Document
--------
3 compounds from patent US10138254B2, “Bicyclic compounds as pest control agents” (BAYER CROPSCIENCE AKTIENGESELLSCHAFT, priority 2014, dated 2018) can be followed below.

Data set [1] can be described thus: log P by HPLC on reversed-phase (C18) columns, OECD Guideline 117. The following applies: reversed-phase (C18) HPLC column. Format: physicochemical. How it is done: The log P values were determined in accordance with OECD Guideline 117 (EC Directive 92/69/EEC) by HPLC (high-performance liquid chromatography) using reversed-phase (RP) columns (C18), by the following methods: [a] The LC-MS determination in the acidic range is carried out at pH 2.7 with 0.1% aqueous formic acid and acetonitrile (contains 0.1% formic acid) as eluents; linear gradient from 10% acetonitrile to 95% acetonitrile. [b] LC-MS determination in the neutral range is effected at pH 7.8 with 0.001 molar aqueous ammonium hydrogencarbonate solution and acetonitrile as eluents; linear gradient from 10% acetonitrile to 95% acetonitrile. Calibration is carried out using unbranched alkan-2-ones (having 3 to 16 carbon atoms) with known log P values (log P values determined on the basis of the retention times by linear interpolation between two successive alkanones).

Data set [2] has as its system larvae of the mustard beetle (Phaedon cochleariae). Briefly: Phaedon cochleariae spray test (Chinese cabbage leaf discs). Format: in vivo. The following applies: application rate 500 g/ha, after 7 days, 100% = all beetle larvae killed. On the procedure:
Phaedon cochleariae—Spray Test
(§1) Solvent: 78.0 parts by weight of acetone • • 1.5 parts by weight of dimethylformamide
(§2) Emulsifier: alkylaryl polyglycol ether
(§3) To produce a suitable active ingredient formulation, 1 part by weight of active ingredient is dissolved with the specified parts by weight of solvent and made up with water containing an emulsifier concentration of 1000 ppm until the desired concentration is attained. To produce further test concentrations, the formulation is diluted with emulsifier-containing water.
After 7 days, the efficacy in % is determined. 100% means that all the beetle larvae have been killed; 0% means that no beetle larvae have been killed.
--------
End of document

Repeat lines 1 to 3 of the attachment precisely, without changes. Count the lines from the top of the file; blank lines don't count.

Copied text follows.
3 compounds from patent US10138254B2, “Bicyclic compounds as pest control agents” (BAYER CROPSCIENCE AKTIENGESELLSCHAFT, priority 2014, dated 2018) can be followed below.

Data set [1] can be described thus: log P by HPLC on reversed-phase (C18) columns, OECD Guideline 117. The following applies: reversed-phase (C18) HPLC column. Format: physicochemical. How it is done: The log P values were determined in accordance with OECD Guideline 117 (EC Directive 92/69/EEC) by HPLC (high-performance liquid chromatography) using reversed-phase (RP) columns (C18), by the following methods: [a] The LC-MS determination in the acidic range is carried out at pH 2.7 with 0.1% aqueous formic acid and acetonitrile (contains 0.1% formic acid) as eluents; linear gradient from 10% acetonitrile to 95% acetonitrile. [b] LC-MS determination in the neutral range is effected at pH 7.8 with 0.001 molar aqueous ammonium hydrogencarbonate solution and acetonitrile as eluents; linear gradient from 10% acetonitrile to 95% acetonitrile. Calibration is carried out using unbranched alkan-2-ones (having 3 to 16 carbon atoms) with known log P values (log P values determined on the basis of the retention times by linear interpolation between two successive alkanones).

Data set [2] has as its system larvae of the mustard beetle (Phaedon cochleariae). Briefly: Phaedon cochleariae spray test (Chinese cabbage leaf discs). Format: in vivo. The following applies: application rate 500 g/ha, after 7 days, 100% = all beetle larvae killed. On the procedure: